Merchello embraces the philosophy and design principles of Umbraco. Many content management systems have a lot of plugins and modules that provide extra functionality but you are often stuck with their user experience design and it takes a lot of effort to customize that experience. Umbraco embraces simplicity and gives developers an API to build a custom user experience. Likewise, Merchello allows developers to build a custom online retail experience by providing an API for adding store functionality to the front end of their Umbraco website. The API follows the patterns and practices of the Umbraco core API, so it is easy for an experienced Umbraco developer to learn and use. The Merchello creators have provided a great sample site (pictured below) to show how to use the API to build store functionality such as product display, a shopping cart and the checkout process which you can use as a starting point. And, of course, since it is built on Umbraco, a Merchello storefront can leverage all the features and APIs that come with Umbraco to provide a great web experience.

Merchello example

Merchello’s back office embraces the new, elegant design of Umbraco 7. With Umbraco 7, the back office interface was completely redesigned and implemented using Angular.js so that it is more responsive and easy to use. The Merchello back office integrates with Umbraco in a way that is consistent with it’s user experience and extends it to provide catalog and order management. It also follows Umbraco 7’s plugin architecture for providing support for adding additional payment, shipping and taxation providers to process payment and calculate shipping and taxation.


While the current release of Merchello (version 1.1) is missing some basic features, it is quickly evolving and new features are being added regularly with frequent releases.

The current version has:

  • Catalog/product management with full-text search
  • Variant pricing
  • Inventory tracking
  • Shipping methods based on providers (with flat rate and UPS providers available)
  • Payment methods based on providers (with cash and providers available)
  • Order management with credit card payment capture and shipping tracking

Upcoming versions will have:

  • Order notifications
  • Persisted customers integrated with the Umbraco member system
  • A Paypal payment processing provider
  • Support for multiple warehouses
  • Back office Localization

The creators of Merchello are also looking for input on what functionality to include and prioritize and, as an open source project, are of course open to accepting contributions. You can find more information about Merchello from the links in this Bitly bundle:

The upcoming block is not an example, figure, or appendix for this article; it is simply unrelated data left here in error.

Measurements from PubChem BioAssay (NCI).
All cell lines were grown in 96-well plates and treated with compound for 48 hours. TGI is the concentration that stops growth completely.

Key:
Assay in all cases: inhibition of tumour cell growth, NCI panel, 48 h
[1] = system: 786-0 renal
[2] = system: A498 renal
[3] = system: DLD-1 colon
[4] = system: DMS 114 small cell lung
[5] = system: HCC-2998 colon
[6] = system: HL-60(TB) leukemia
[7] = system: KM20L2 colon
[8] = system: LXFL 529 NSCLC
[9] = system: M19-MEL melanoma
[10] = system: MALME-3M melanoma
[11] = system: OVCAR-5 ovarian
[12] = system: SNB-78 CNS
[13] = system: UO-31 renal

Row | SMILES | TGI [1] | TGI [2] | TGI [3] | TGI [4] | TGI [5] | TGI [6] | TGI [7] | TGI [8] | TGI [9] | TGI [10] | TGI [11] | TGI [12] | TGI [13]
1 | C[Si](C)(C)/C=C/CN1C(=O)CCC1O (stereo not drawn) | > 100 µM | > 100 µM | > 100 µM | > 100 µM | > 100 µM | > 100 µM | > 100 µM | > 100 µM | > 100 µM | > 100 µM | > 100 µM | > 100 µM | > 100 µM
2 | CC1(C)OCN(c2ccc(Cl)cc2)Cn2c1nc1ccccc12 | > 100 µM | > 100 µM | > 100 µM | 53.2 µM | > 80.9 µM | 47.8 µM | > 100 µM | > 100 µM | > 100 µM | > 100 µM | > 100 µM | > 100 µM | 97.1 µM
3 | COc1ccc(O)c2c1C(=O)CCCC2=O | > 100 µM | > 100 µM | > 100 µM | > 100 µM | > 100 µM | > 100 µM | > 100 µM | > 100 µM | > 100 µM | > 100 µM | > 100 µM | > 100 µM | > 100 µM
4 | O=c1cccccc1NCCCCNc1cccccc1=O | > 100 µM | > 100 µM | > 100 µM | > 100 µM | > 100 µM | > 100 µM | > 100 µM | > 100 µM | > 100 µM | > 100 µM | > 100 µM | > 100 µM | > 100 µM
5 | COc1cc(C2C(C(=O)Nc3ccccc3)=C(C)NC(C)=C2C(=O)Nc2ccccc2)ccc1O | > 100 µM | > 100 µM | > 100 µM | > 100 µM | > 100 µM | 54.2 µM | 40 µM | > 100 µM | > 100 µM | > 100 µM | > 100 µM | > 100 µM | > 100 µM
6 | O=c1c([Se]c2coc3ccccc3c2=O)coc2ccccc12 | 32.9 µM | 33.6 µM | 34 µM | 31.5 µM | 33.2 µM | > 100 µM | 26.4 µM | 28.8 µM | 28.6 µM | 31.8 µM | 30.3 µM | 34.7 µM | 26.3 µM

This post was written by Alex Lindgren (@alexlindgren), Director of Technology at Flightpath.

Build a Better Hamburger Menu; Because It’s Not Going Anywhere

Over the past several weeks, the hamburger menu has received some seriously bad internet PR for being a poor navigation tool that destroys engagement.  One article even referred to the three-lined menu item as “the devil”.

Whether you love or loathe the hamburger icon, it is hard to deny that is has become somewhat of a design standard over the past 5 years, thanks to growing mobile apps and users.  Also, now that responsive design is the norm, the hamburger icon is even more prevalent across all screens.

In a recent article, one UX designer raised a very valid question: “Why kill a ubiquitous icon, which our users know and understand, and replace it with a new iteration for them to learn all over again?”

We would have to agree with this logic. We have bigger design problems than the hamburger menu for which we could be finding solutions. Why not simply improve on this design foundation that we worked so hard to build?

In hopes of saving the hamburger menu, we’d like to offer 5 ways to enhance it:

  • Streamline your IA no matter what.  Menu bar items should serve a necessary purpose and be prioritized based on the users needs.  Hamburger menus should not be a dumping ground for worthless content.
  • Add a ‘menu’ label to the icon if you are worried about users not identifying the navigation action.  It’s all about knowing your audience; most mobile users recognize that this icon signifies action so it may not be necessary.
  • Leave user utility items such as ‘sign-in’ or ‘donate’ on the main screen in addition to having them in the sidebar menu.  Without overloaded navigation tabs, this can actually emphasize these important conversion points.
  • On desktop, increase efficiency and changes in navigation patterns by allowing the menu to remain static once it has been opened.  At least for large desktop screens, the existing content should be able to scale accordingly without overwhelming the user with too much information.
  • Have some fun with it. A major reason the design community is so up in arms about the hamburger icon may in part be due to our own laziness and reliance on it.  If nothing else, standardizing the icon should give us more opportunities to present this menu in surprising, exploratory ways.

That being said, there are times when designers should not utilize the hamburger menu: e-commerce and transactional sites (for the most part) and sites with very few navigation tabs.  In these cases, there are plenty of alternative navigation menu options designers can use instead of the hamburger menu.

As designers, we need to make smart, strategic decisions when determining a design format.  It doesn’t make sense to completely write off a design element that serves an important purpose, like the hamburger icon, but it’s important we don’t throw all caution to the wind and abuse it.  There are rules and there are no rules; just guidelines.